# Prove or disprove: if $\sum\limits_{n=0}^∞a_n$ converges and $\lim\limits_{n\to\infty}b_n =0$, then $\sum\limits_{n=0}^{\infty}a_n b_n$ converges.

Prove or disprove: if $\sum\limits_{n=0}^\infty a_n$ converges and $\lim\limits_{n→\infty}⁡b_n =0$, then $\sum\limits_{n=0}^\infty a_n b_n$ converges.

I tried this example $$a_n= b_n = \frac {(-1)^n} {\sqrt {n+1}},$$ this will show that $$\sum_{n=0}^\infty a_n b_n = \sum_{n=0}^\infty \frac {1} { {n+1}},$$ which is the Harmonic series, diverges.

However, I tried every convergent test but I couldn't show that $$\sum_{n=0}^\infty \frac {(-1)^n} {\sqrt {n+1}}$$ converges.

• Hint: for the last question, use the alternating series convergence test. – Clement C. Jan 22 '14 at 20:03
• It converges by Leibniz' test. – J.R. Jan 22 '14 at 20:03
• I haven't learn any of these test yet – Diane Vanderwaif Jan 22 '14 at 20:09
• But you still can read the Wikipedia article, though? (or do you mean you are not allowed to use anything not seen in class?) – Clement C. Jan 22 '14 at 20:11
• I'm not allowed to do so :D – Diane Vanderwaif Jan 22 '14 at 20:11

## 2 Answers

Convergence of $$\sum_{n=0}^\infty\frac{(-1)^n}{\sqrt{n+1}}.$$ Let $s_n=\sum_{k=0}^n\frac{(-1)^k}{\sqrt{k+1}}$. Then $s_{2n-1}$, $n\in\mathbb N$, is increasing, while $s_{2n}$, $n\in\mathbb N$, is decreasing and $$s_1\le s_3\le\cdots\le s_{2n-1}\le s_{2n+1}\le s_{2n}\le s_{2n-2}\le\cdots s_2\le s_0.$$ Hence both these subsequence are convergent, as monotonic and bounded, and their limits coincide, as $$s_{2n}-s_{2n-1}=\frac{1}{\sqrt{2n+1}}\longrightarrow 0.$$ Thus $\{s_n\}$ converges.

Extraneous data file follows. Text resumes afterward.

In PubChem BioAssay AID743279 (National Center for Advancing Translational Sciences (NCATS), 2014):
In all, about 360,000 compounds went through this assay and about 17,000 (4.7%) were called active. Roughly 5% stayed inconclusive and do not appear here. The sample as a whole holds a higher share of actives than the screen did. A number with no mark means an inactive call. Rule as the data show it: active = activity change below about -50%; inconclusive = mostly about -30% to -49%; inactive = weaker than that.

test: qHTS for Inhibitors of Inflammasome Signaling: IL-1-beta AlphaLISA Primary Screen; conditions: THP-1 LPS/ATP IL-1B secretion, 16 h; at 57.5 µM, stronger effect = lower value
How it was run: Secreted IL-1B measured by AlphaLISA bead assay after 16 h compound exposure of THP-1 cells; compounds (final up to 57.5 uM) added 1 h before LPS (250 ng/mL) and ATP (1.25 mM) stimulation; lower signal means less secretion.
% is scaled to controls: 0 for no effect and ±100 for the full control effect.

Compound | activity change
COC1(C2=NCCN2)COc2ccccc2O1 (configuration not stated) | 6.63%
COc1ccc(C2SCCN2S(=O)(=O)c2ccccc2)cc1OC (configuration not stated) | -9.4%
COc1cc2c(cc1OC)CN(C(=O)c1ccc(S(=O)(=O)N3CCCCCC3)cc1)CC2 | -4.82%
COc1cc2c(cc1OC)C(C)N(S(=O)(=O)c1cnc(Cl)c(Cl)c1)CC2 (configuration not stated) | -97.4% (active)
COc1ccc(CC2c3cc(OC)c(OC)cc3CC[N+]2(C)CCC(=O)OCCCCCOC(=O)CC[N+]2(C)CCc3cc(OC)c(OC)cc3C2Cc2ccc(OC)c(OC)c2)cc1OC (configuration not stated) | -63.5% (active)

This is the alternating series test: If $a_n>0$, $a_n$ decreasing and $a_n\to 0$, then $\sum_{n=1}^\infty (-1)^n a_n$ converges.

Take $a_n=\frac{(-1)^n}{n+1}$ for $n\geqslant 0$, and let $b_n=\frac{(-1)^n}{\ln(n+1)}$ for $n\geqslant 1$. The series $\sum_{n=0}^{\infty} a_n$ converges to $\ln{2}$ while the series $\sum_{n=1}^{\infty} a_n\cdot b_n$ diverges since $$\sum\limits_{n=1}^{N} a_n\cdot b_n=\sum\limits_{n=1}^{N}\frac{1}{(n+1)\ln(n+1)}\sim \ln\ln{N},\quad N\to\infty.$$

• I need to do this at the initial point $n=0$ – Diane Vanderwaif Jan 22 '14 at 20:49
• Choosing $b_0=1$, instead of $b_0=0$, could change the sum of a convergent series but has no effect on a divergent series. – mkl314 Jan 22 '14 at 21:29